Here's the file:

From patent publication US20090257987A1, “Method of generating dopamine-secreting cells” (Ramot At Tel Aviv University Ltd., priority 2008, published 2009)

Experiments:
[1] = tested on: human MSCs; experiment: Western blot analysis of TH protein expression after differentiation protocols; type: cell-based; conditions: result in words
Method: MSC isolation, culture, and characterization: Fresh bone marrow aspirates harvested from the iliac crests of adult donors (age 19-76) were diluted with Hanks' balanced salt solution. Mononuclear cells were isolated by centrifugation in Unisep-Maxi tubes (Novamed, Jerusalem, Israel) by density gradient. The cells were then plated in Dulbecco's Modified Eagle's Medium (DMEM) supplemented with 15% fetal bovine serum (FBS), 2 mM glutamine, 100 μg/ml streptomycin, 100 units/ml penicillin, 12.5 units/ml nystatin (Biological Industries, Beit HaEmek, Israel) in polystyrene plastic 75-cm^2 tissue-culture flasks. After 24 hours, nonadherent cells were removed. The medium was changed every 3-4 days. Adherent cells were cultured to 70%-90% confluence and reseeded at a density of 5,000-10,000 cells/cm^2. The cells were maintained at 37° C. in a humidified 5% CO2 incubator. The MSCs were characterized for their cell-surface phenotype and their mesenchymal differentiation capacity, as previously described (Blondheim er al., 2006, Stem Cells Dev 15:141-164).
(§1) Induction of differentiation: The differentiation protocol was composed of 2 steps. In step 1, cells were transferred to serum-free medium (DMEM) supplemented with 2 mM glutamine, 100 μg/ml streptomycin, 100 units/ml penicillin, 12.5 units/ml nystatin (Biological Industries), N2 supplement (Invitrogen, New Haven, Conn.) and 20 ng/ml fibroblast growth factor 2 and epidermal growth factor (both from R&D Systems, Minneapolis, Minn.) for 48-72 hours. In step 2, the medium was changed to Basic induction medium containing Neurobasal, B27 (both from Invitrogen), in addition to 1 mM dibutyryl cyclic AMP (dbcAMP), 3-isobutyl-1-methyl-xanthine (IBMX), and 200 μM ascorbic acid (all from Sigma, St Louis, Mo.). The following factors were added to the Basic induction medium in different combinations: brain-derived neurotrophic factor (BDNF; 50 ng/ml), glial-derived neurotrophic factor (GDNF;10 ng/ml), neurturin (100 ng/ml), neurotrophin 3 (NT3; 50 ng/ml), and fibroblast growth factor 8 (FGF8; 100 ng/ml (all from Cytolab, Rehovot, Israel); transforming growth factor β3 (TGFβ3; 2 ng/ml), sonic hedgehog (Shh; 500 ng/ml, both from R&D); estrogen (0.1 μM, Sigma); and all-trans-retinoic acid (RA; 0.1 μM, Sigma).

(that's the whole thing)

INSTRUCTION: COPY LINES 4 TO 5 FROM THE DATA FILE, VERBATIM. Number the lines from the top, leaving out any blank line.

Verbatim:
Method: MSC isolation, culture, and characterization: Fresh bone marrow aspirates harvested from the iliac crests of adult donors (age 19-76) were diluted with Hanks' balanced salt solution. Mononuclear cells were isolated by centrifugation in Unisep-Maxi tubes (Novamed, Jerusalem, Israel) by density gradient. The cells were then plated in Dulbecco's Modified Eagle's Medium (DMEM) supplemented with 15% fetal bovine serum (FBS), 2 mM glutamine, 100 μg/ml streptomycin, 100 units/ml penicillin, 12.5 units/ml nystatin (Biological Industries, Beit HaEmek, Israel) in polystyrene plastic 75-cm^2 tissue-culture flasks. After 24 hours, nonadherent cells were removed. The medium was changed every 3-4 days. Adherent cells were cultured to 70%-90% confluence and reseeded at a density of 5,000-10,000 cells/cm^2. The cells were maintained at 37° C. in a humidified 5% CO2 incubator. The MSCs were characterized for their cell-surface phenotype and their mesenchymal differentiation capacity, as previously described (Blondheim er al., 2006, Stem Cells Dev 15:141-164).
(§1) Induction of differentiation: The differentiation protocol was composed of 2 steps. In step 1, cells were transferred to serum-free medium (DMEM) supplemented with 2 mM glutamine, 100 μg/ml streptomycin, 100 units/ml penicillin, 12.5 units/ml nystatin (Biological Industries), N2 supplement (Invitrogen, New Haven, Conn.) and 20 ng/ml fibroblast growth factor 2 and epidermal growth factor (both from R&D Systems, Minneapolis, Minn.) for 48-72 hours. In step 2, the medium was changed to Basic induction medium containing Neurobasal, B27 (both from Invitrogen), in addition to 1 mM dibutyryl cyclic AMP (dbcAMP), 3-isobutyl-1-methyl-xanthine (IBMX), and 200 μM ascorbic acid (all from Sigma, St Louis, Mo.). The following factors were added to the Basic induction medium in different combinations: brain-derived neurotrophic factor (BDNF; 50 ng/ml), glial-derived neurotrophic factor (GDNF;10 ng/ml), neurturin (100 ng/ml), neurotrophin 3 (NT3; 50 ng/ml), and fibroblast growth factor 8 (FGF8; 100 ng/ml (all from Cytolab, Rehovot, Israel); transforming growth factor β3 (TGFβ3; 2 ng/ml), sonic hedgehog (Shh; 500 ng/ml, both from R&D); estrogen (0.1 μM, Sigma); and all-trans-retinoic acid (RA; 0.1 μM, Sigma).